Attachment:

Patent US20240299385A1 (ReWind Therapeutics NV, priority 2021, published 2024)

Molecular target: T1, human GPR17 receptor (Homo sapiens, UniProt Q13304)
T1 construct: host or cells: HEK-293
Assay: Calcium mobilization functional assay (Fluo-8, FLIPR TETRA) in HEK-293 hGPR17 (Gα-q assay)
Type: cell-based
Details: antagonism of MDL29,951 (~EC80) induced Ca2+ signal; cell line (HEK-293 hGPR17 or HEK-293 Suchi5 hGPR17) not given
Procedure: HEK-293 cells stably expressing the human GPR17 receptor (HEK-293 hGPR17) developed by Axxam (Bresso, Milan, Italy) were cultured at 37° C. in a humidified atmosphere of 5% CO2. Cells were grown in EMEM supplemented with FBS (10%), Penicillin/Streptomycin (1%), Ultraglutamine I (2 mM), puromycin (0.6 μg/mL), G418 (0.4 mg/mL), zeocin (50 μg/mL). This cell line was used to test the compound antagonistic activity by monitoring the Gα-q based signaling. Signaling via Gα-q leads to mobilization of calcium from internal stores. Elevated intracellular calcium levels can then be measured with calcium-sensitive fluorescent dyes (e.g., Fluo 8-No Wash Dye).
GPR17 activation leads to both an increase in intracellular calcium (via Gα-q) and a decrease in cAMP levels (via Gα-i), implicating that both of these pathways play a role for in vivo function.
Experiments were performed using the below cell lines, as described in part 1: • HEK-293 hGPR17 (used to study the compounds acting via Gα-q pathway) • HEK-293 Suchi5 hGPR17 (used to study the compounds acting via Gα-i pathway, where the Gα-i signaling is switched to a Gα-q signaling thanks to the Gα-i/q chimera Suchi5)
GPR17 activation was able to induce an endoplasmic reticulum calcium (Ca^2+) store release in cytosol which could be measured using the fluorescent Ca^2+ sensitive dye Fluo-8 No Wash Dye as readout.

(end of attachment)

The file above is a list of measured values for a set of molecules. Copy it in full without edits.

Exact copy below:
Patent US20240299385A1 (ReWind Therapeutics NV, priority 2021, published 2024)

Molecular target: T1, human GPR17 receptor (Homo sapiens, UniProt Q13304)
T1 construct: host or cells: HEK-293
Assay: Calcium mobilization functional assay (Fluo-8, FLIPR TETRA) in HEK-293 hGPR17 (Gα-q assay)
Type: cell-based
Details: antagonism of MDL29,951 (~EC80) induced Ca2+ signal; cell line (HEK-293 hGPR17 or HEK-293 Suchi5 hGPR17) not given
Procedure: HEK-293 cells stably expressing the human GPR17 receptor (HEK-293 hGPR17) developed by Axxam (Bresso, Milan, Italy) were cultured at 37° C. in a humidified atmosphere of 5% CO2. Cells were grown in EMEM supplemented with FBS (10%), Penicillin/Streptomycin (1%), Ultraglutamine I (2 mM), puromycin (0.6 μg/mL), G418 (0.4 mg/mL), zeocin (50 μg/mL). This cell line was used to test the compound antagonistic activity by monitoring the Gα-q based signaling. Signaling via Gα-q leads to mobilization of calcium from internal stores. Elevated intracellular calcium levels can then be measured with calcium-sensitive fluorescent dyes (e.g., Fluo 8-No Wash Dye).
GPR17 activation leads to both an increase in intracellular calcium (via Gα-q) and a decrease in cAMP levels (via Gα-i), implicating that both of these pathways play a role for in vivo function.
Experiments were performed using the below cell lines, as described in part 1: • HEK-293 hGPR17 (used to study the compounds acting via Gα-q pathway) • HEK-293 Suchi5 hGPR17 (used to study the compounds acting via Gα-i pathway, where the Gα-i signaling is switched to a Gα-q signaling thanks to the Gα-i/q chimera Suchi5)
GPR17 activation was able to induce an endoplasmic reticulum calcium (Ca^2+) store release in cytosol which could be measured using the fluorescent Ca^2+ sensitive dye Fluo-8 No Wash Dye as readout.